James Murphy, the prolific producer and LCD Soundsystem frontman, is known for creating rhythmic, electronic beats. His latest project, however, is yielding a completely different sound, one that’s less dance jam and more glitchy and hypnotic. That’s because instead of writing a hit song, Murphy has been tasked with creating music based on U.S. Open tennis matches.
IBM’s U.S. Open Sessions is an experimental project that addresses that simple question: can you make music from tennis data? To do so, IBM and agency Ogilvy & Mather enlisted Murphy to turn tennis data collected via the IBM cloud into real-time music with a music generator created by Tool of North America.
The resulting sounds, which stream live during each U.S. Open match until the tournament’s end on Sept. 8, are otherworldly, or, as Tool creative director Patrick Gunderson puts it, “like something Danny Elfman would write for a Tim Burton film.” Paired with a visualizer, the sessions serve as an ethereal audio-visual soundtrack of each match. After the tournament is complete the live versions will continue to live online and shorter versions will be highlighted. Murphy will also take the music that’s been produced for 14 of the matches and re-mix it into what Gunderson refers to as “something a bit more digestible than the three-hour soundscapes we created for the live matches.”
Wanting to understand how data points such as game, set, and match became beeps, boops, and beats, we spoke with Tool creative directors Gunderson and Michael Sevilla, as well as digital executive producer Chris Neff, to get the score.
Gunderson says that when the team at Ogilvy relayed their “crazy idea to create music from tennis data” the Tool team didn’t really know if it would be possible. “But we had some interesting ideas about how we could accomplish it, so after we got the brief I spent all night building a prototype. It uses some principles of generative art that I’ve been using in my visual work for some time, but combined with principles of music theory to make an initial composition.”
“We created a set of initial conditions from information that will be present at the beginning of every match: Player names and seeds, temperature, court name, etc. to determine things like instrumentation, tempo, rhythm periods, and song key, and the sequencer is set in motion,” says Gunderson. “There are six instruments in any given match, one for each player and the rest to support and fill out the sound. As the tennis match plays out we extract data from every point: game score, set score, time between points, and significant events like aces and break points to further alter the track as the game plays out.”
With James Murphy on board to interpret the raw data into music, the tool he used needed to be easy to use, says Gunderson. His first prototype was clunky and needed to be reworked.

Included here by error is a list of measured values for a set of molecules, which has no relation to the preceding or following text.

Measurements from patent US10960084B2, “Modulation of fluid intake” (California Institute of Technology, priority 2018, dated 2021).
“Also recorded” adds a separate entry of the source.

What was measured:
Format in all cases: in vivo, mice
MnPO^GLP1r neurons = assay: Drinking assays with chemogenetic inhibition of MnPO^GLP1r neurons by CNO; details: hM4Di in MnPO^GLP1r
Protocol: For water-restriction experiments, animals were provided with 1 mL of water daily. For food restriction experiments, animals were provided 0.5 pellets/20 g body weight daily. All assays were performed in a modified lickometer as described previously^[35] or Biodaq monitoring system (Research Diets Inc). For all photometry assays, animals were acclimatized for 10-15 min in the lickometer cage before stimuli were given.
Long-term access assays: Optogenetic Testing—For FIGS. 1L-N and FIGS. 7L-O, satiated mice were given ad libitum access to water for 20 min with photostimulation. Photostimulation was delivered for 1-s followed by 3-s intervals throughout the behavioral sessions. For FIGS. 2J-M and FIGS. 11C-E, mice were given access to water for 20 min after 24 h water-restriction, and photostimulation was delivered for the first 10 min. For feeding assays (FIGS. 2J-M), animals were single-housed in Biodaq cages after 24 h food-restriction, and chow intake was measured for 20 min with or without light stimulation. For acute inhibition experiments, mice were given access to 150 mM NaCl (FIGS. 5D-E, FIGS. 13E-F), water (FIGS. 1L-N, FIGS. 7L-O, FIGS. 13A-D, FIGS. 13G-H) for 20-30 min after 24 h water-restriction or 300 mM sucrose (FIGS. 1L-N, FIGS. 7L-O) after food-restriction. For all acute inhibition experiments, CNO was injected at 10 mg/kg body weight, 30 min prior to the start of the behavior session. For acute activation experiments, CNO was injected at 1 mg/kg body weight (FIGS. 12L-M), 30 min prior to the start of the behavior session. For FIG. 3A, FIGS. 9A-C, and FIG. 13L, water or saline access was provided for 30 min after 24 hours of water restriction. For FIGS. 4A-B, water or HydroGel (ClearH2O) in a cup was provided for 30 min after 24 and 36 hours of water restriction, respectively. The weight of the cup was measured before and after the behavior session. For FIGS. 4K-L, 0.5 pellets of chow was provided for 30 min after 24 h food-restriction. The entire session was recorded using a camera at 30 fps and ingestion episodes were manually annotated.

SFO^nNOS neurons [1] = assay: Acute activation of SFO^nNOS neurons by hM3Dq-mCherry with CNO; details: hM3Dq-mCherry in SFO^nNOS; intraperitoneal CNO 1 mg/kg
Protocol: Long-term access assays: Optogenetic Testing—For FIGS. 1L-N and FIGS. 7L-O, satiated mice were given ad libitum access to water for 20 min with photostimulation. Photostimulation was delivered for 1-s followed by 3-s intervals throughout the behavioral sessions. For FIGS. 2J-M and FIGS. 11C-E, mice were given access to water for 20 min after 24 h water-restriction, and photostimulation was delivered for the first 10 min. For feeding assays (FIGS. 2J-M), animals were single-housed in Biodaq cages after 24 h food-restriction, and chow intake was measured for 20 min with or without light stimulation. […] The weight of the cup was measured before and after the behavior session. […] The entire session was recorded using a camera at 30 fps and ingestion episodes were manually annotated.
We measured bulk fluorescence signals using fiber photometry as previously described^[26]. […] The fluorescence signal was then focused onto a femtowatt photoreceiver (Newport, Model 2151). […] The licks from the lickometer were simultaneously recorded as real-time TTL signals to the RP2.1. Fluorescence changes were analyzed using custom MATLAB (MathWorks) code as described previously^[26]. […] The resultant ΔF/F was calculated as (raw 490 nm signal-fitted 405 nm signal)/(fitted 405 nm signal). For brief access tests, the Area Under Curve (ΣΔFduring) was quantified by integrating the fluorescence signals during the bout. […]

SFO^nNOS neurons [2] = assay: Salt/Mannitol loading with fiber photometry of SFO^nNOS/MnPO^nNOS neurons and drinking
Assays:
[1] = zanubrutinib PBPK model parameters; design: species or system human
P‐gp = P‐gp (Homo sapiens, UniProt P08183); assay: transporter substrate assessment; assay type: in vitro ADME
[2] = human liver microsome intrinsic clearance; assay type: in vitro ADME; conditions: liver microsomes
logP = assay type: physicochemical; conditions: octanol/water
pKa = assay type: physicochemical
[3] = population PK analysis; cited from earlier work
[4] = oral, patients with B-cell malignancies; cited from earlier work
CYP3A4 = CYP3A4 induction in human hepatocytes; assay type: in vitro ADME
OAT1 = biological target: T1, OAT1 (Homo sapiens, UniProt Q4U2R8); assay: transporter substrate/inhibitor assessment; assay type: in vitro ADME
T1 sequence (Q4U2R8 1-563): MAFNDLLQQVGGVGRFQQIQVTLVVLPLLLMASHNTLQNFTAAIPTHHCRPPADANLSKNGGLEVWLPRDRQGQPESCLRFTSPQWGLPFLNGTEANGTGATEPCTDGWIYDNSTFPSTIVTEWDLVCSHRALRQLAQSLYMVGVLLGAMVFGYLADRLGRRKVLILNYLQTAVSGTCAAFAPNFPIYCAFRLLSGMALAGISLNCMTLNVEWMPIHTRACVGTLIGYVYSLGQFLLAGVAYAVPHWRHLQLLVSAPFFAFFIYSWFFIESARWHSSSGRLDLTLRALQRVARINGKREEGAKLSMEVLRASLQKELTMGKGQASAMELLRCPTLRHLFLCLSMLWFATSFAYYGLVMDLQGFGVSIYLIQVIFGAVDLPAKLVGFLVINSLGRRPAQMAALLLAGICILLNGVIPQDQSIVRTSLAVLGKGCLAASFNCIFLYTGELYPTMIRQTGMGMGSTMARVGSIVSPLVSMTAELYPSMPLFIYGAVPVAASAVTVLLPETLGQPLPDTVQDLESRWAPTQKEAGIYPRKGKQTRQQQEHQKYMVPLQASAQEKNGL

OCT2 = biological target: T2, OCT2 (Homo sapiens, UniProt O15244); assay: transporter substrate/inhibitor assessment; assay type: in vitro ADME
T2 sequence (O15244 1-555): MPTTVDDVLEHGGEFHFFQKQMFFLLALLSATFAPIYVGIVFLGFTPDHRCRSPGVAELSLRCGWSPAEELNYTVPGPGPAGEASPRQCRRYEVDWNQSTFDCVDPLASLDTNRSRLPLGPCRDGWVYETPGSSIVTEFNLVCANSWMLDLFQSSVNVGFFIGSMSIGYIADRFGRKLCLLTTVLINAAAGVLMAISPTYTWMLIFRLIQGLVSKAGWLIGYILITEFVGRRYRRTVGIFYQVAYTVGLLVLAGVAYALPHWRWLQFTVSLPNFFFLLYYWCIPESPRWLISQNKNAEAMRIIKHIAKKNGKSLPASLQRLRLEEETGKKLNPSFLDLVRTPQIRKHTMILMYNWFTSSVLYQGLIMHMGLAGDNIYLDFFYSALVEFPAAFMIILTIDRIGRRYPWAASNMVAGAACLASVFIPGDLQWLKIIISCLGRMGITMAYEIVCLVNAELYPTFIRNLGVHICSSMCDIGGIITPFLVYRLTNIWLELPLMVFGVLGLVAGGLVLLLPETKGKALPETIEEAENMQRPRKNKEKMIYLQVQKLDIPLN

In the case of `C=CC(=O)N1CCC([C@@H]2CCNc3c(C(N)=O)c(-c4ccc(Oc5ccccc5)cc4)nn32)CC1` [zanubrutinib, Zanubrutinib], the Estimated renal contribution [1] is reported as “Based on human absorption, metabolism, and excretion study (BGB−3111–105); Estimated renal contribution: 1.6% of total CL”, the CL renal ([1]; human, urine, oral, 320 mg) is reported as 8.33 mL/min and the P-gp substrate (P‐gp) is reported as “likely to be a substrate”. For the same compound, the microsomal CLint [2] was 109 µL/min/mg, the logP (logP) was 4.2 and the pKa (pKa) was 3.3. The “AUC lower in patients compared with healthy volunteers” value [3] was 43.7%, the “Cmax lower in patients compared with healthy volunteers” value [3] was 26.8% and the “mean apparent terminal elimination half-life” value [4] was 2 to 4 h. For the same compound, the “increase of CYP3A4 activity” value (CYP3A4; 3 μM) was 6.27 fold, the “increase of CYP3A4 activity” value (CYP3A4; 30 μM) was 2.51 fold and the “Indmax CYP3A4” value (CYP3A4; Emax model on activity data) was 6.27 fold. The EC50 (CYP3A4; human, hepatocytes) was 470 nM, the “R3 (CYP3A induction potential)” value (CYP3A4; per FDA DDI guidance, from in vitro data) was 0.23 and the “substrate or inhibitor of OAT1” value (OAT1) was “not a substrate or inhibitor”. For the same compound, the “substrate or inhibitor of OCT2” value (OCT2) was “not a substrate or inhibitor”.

“If I wanted to change even the smallest setting I had to dive into the code to manually change it. During my initial conversations with James, I gained some insights into how he works. He showed me a number of the vintage synths he has in his studio, how they work, and how he uses them. At that point, I knew that if James were to have any appreciable impact on this project, he being based in NY, and me in LA, I’d have to build something more intuitive for him to use. From there I set off to the lab to build a brand new instrument for James to play. It has a familiar set of knobs and switches, so that was a start. But what those knobs did to affect the music was something entirely new.
Gunderson says that instead of directly affecting the music beat-for-beat as one does with a traditional sequencer, his new instrument uses some principles of music theory and automatically generates the beat and pitch patterns. “James learned in less than a day how the auto-sequencer worked and how all the settings affected the output. From that point forward, James would make new groups of settings for me to build into the system and offer feedback. He and his team also put together dozens of sound-banks for the sequencer to sample from.”
For the visuals, Sevilla says he began experimenting with multiple visual directions of the site design as well as the music visualizer and the significant moments of the matches. “It’s one thing to create dynamic visuals that are synced to music; it’s entirely more challenging and complex thing to do the same but also tell the story of each play. Aces, double faults, game points, match points, break points . . . every major moment of match data that was being translated into music needed a graphic animation to interject into the visuals and give context to the entire experience,” says Sevilla. “Since we’re creating the music note-for-note in real time the visuals you see are tied to the music and data in a much more intimate way than most music visualizers.”
Working with real-time data from the IBM Cloud, everything about the U.S. Open Sessions moved quickly. “Most users probably have no idea that the data feeding our site is independent of what they would see on an ESPN or stat tracker. It is completely unique and even faster than other game tracking tools,” says Neff.
Speed is also a factor in playback. Archived matches are played in a 10th of the time, says Neff, and pressing Q on the keyboard further speeds up playback, letting users jump forward by 50 points.
“The coolest part about this is that the audio and visual experience is really consistent with what you would experience during a full match but the events hit much quicker. It is like a more intense or compact audio/visual experience with the same type of elements as the predecessor. Try watching an archived match in real speed and then quicken the pace. It is gives you a really great sense of the evolution of a match. It also is tennis 101 for those who understand the game fully.”